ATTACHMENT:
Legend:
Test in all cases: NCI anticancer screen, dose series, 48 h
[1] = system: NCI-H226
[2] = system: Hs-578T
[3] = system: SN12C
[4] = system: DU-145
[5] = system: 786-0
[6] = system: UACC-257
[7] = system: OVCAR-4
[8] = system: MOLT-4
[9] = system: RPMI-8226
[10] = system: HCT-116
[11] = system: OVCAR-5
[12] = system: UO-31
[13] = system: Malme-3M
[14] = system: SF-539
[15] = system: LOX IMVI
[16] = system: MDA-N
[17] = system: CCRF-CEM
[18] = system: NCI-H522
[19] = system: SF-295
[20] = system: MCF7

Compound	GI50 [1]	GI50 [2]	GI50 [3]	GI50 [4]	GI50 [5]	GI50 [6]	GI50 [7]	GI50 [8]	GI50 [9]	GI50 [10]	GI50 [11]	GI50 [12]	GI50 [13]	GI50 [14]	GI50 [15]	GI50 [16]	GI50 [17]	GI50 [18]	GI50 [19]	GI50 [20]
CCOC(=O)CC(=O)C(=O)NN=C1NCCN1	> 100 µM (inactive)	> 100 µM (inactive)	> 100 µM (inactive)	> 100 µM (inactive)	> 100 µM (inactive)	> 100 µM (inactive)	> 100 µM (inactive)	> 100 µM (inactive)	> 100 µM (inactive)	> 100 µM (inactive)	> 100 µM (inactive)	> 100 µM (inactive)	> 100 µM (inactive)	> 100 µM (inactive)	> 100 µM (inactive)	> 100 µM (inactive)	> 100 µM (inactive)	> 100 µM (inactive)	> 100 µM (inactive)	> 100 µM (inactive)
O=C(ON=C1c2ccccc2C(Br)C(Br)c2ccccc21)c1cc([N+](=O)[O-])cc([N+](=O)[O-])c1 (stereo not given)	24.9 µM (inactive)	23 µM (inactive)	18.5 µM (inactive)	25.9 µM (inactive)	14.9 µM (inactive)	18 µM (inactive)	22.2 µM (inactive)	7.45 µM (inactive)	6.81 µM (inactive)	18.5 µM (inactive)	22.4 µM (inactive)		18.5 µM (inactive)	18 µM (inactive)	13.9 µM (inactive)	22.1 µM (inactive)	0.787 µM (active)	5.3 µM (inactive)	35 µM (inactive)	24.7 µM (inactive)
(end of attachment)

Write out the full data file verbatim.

Legend:
Test in all cases: NCI anticancer screen, dose series, 48 h
[1] = system: NCI-H226
[2] = system: Hs-578T
[3] = system: SN12C
[4] = system: DU-145
[5] = system: 786-0
[6] = system: UACC-257
[7] = system: OVCAR-4
[8] = system: MOLT-4
[9] = system: RPMI-8226
[10] = system: HCT-116
[11] = system: OVCAR-5
[12] = system: UO-31
[13] = system: Malme-3M
[14] = system: SF-539
[15] = system: LOX IMVI
[16] = system: MDA-N
[17] = system: CCRF-CEM
[18] = system: NCI-H522
[19] = system: SF-295
[20] = system: MCF7

Compound	GI50 [1]	GI50 [2]	GI50 [3]	GI50 [4]	GI50 [5]	GI50 [6]	GI50 [7]	GI50 [8]	GI50 [9]	GI50 [10]	GI50 [11]	GI50 [12]	GI50 [13]	GI50 [14]	GI50 [15]	GI50 [16]	GI50 [17]	GI50 [18]	GI50 [19]	GI50 [20]
CCOC(=O)CC(=O)C(=O)NN=C1NCCN1	> 100 µM (inactive)	> 100 µM (inactive)	> 100 µM (inactive)	> 100 µM (inactive)	> 100 µM (inactive)	> 100 µM (inactive)	> 100 µM (inactive)	> 100 µM (inactive)	> 100 µM (inactive)	> 100 µM (inactive)	> 100 µM (inactive)	> 100 µM (inactive)	> 100 µM (inactive)	> 100 µM (inactive)	> 100 µM (inactive)	> 100 µM (inactive)	> 100 µM (inactive)	> 100 µM (inactive)	> 100 µM (inactive)	> 100 µM (inactive)
O=C(ON=C1c2ccccc2C(Br)C(Br)c2ccccc21)c1cc([N+](=O)[O-])cc([N+](=O)[O-])c1 (stereo not given)	24.9 µM (inactive)	23 µM (inactive)	18.5 µM (inactive)	25.9 µM (inactive)	14.9 µM (inactive)	18 µM (inactive)	22.2 µM (inactive)	7.45 µM (inactive)	6.81 µM (inactive)	18.5 µM (inactive)	22.4 µM (inactive)		18.5 µM (inactive)	18 µM (inactive)	13.9 µM (inactive)	22.1 µM (inactive)	0.787 µM (active)	5.3 µM (inactive)	35 µM (inactive)	24.7 µM (inactive)